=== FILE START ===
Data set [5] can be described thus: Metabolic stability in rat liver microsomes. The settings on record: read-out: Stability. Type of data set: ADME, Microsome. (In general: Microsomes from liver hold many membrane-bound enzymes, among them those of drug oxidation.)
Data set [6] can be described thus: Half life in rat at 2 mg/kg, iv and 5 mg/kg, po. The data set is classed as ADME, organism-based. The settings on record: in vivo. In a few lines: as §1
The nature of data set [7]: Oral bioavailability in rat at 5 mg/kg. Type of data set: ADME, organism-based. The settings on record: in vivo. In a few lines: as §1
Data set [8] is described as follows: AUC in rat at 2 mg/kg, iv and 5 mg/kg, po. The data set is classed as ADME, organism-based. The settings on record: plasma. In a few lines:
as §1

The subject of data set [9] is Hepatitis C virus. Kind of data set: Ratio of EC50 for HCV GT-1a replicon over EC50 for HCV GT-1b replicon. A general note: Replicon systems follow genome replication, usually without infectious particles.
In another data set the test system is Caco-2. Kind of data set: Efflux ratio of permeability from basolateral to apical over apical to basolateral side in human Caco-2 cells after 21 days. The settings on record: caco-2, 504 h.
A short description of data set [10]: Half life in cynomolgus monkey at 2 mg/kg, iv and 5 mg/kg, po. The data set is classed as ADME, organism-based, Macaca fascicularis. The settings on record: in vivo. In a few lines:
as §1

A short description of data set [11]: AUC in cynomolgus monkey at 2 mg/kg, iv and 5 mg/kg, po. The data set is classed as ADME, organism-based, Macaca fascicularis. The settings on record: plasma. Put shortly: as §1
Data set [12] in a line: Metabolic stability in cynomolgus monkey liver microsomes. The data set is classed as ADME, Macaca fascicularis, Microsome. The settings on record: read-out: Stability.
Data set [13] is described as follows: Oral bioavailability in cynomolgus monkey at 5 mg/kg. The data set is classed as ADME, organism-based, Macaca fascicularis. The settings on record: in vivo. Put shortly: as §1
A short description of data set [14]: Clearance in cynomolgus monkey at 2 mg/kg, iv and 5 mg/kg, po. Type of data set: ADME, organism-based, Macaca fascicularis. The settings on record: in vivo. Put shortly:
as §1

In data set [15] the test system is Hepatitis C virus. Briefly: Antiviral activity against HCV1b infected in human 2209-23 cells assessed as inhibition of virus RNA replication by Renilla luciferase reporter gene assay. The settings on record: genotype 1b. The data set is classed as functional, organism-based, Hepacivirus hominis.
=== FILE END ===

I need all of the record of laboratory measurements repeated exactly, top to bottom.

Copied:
Data set [5] can be described thus: Metabolic stability in rat liver microsomes. The settings on record: read-out: Stability. Type of data set: ADME, Microsome. (In general: Microsomes from liver hold many membrane-bound enzymes, among them those of drug oxidation.)
Data set [6] can be described thus: Half life in rat at 2 mg/kg, iv and 5 mg/kg, po. The data set is classed as ADME, organism-based. The settings on record: in vivo. In a few lines: as §1
The nature of data set [7]: Oral bioavailability in rat at 5 mg/kg. Type of data set: ADME, organism-based. The settings on record: in vivo. In a few lines: as §1
Data set [8] is described as follows: AUC in rat at 2 mg/kg, iv and 5 mg/kg, po. The data set is classed as ADME, organism-based. The settings on record: plasma. In a few lines:
as §1

The subject of data set [9] is Hepatitis C virus. Kind of data set: Ratio of EC50 for HCV GT-1a replicon over EC50 for HCV GT-1b replicon. A general note: Replicon systems follow genome replication, usually without infectious particles.
In another data set the test system is Caco-2. Kind of data set: Efflux ratio of permeability from basolateral to apical over apical to basolateral side in human Caco-2 cells after 21 days. The settings on record: caco-2, 504 h.
A short description of data set [10]: Half life in cynomolgus monkey at 2 mg/kg, iv and 5 mg/kg, po. The data set is classed as ADME, organism-based, Macaca fascicularis. The settings on record: in vivo. In a few lines:
as §1

A short description of data set [11]: AUC in cynomolgus monkey at 2 mg/kg, iv and 5 mg/kg, po. The data set is classed as ADME, organism-based, Macaca fascicularis. The settings on record: plasma. Put shortly: as §1
Data set [12] in a line: Metabolic stability in cynomolgus monkey liver microsomes. The data set is classed as ADME, Macaca fascicularis, Microsome. The settings on record: read-out: Stability.
Data set [13] is described as follows: Oral bioavailability in cynomolgus monkey at 5 mg/kg. The data set is classed as ADME, organism-based, Macaca fascicularis. The settings on record: in vivo. Put shortly: as §1
A short description of data set [14]: Clearance in cynomolgus monkey at 2 mg/kg, iv and 5 mg/kg, po. Type of data set: ADME, organism-based, Macaca fascicularis. The settings on record: in vivo. Put shortly:
as §1

In data set [15] the test system is Hepatitis C virus. Briefly: Antiviral activity against HCV1b infected in human 2209-23 cells assessed as inhibition of virus RNA replication by Renilla luciferase reporter gene assay. The settings on record: genotype 1b. The data set is classed as functional, organism-based, Hepacivirus hominis.